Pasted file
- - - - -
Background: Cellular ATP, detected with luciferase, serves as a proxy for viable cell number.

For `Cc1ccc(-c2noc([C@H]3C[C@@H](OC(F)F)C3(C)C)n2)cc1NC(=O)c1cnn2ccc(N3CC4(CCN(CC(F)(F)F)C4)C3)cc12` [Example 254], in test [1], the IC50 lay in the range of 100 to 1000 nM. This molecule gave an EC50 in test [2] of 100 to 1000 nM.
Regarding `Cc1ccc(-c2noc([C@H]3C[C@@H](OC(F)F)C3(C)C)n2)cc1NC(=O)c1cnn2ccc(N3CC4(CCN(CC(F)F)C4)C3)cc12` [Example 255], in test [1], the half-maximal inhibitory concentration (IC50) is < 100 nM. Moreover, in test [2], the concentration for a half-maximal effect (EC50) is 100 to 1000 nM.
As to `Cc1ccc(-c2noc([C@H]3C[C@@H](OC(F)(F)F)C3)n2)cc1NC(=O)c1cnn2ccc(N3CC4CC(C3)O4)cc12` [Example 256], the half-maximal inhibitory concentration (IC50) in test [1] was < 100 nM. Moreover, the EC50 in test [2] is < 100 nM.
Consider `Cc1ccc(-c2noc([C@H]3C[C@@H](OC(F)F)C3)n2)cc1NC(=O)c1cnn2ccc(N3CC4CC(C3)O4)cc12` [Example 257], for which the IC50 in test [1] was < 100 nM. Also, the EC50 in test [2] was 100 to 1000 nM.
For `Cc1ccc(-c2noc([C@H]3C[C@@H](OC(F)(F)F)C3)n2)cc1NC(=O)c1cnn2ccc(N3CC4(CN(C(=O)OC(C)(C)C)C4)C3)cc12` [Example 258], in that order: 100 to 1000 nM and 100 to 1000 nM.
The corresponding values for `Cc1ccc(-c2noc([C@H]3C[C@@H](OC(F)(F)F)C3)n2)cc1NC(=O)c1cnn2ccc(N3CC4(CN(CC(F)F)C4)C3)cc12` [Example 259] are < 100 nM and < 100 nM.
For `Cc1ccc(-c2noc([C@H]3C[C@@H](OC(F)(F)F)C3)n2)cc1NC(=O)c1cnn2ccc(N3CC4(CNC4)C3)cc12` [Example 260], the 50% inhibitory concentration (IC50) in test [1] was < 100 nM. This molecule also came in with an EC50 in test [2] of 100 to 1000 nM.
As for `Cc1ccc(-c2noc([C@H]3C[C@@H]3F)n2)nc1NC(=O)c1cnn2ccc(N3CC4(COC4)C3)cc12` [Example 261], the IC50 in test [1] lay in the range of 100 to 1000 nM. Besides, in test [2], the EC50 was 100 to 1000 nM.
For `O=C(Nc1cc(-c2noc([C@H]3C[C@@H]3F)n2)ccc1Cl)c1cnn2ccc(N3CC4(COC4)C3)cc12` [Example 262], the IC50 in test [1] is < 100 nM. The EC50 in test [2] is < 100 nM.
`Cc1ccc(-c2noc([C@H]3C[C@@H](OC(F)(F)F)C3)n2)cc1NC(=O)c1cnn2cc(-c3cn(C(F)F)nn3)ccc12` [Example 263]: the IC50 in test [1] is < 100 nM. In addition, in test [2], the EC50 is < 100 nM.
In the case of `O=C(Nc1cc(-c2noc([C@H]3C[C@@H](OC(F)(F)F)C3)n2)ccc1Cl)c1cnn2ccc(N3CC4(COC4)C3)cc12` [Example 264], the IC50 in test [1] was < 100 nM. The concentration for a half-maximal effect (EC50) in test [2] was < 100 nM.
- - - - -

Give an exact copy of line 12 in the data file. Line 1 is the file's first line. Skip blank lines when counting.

In the case of `O=C(Nc1cc(-c2noc([C@H]3C[C@@H](OC(F)(F)F)C3)n2)ccc1Cl)c1cnn2ccc(N3CC4(COC4)C3)cc12` [Example 264], the IC50 in test [1] was < 100 nM. The concentration for a half-maximal effect (EC50) in test [2] was < 100 nM.